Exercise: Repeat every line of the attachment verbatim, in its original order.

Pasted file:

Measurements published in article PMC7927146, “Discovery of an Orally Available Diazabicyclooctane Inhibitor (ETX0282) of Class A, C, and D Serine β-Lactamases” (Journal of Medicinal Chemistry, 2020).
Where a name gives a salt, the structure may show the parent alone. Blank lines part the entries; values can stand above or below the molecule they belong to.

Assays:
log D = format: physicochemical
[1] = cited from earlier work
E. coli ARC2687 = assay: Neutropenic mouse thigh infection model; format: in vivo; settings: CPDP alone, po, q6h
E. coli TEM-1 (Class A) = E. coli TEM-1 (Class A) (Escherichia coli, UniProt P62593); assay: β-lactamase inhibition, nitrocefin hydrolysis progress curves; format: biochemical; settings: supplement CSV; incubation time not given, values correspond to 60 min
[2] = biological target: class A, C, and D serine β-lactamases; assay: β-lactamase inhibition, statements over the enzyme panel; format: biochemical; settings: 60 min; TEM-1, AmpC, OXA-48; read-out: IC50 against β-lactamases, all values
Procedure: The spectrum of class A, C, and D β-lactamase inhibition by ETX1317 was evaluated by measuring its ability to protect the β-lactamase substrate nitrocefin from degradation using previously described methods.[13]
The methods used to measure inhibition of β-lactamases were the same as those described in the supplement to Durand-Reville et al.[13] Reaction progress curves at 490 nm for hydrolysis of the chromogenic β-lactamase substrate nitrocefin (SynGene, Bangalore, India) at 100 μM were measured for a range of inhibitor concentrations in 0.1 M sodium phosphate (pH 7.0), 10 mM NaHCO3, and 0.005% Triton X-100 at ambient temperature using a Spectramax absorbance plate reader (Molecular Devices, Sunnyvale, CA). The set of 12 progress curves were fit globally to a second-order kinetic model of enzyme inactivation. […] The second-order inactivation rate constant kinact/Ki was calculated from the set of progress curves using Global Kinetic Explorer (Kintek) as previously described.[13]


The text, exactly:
Measurements published in article PMC7927146, “Discovery of an Orally Available Diazabicyclooctane Inhibitor (ETX0282) of Class A, C, and D Serine β-Lactamases” (Journal of Medicinal Chemistry, 2020).
Where a name gives a salt, the structure may show the parent alone. Blank lines part the entries; values can stand above or below the molecule they belong to.

Assays:
log D = format: physicochemical
[1] = cited from earlier work
E. coli ARC2687 = assay: Neutropenic mouse thigh infection model; format: in vivo; settings: CPDP alone, po, q6h
E. coli TEM-1 (Class A) = E. coli TEM-1 (Class A) (Escherichia coli, UniProt P62593); assay: β-lactamase inhibition, nitrocefin hydrolysis progress curves; format: biochemical; settings: supplement CSV; incubation time not given, values correspond to 60 min
[2] = biological target: class A, C, and D serine β-lactamases; assay: β-lactamase inhibition, statements over the enzyme panel; format: biochemical; settings: 60 min; TEM-1, AmpC, OXA-48; read-out: IC50 against β-lactamases, all values
Procedure: The spectrum of class A, C, and D β-lactamase inhibition by ETX1317 was evaluated by measuring its ability to protect the β-lactamase substrate nitrocefin from degradation using previously described methods.[13]
The methods used to measure inhibition of β-lactamases were the same as those described in the supplement to Durand-Reville et al.[13] Reaction progress curves at 490 nm for hydrolysis of the chromogenic β-lactamase substrate nitrocefin (SynGene, Bangalore, India) at 100 μM were measured for a range of inhibitor concentrations in 0.1 M sodium phosphate (pH 7.0), 10 mM NaHCO3, and 0.005% Triton X-100 at ambient temperature using a Spectramax absorbance plate reader (Molecular Devices, Sunnyvale, CA). The set of 12 progress curves were fit globally to a second-order kinetic model of enzyme inactivation. […] The second-order inactivation rate constant kinact/Ki was calculated from the set of progress curves using Global Kinetic Explorer (Kintek) as previously described.[13]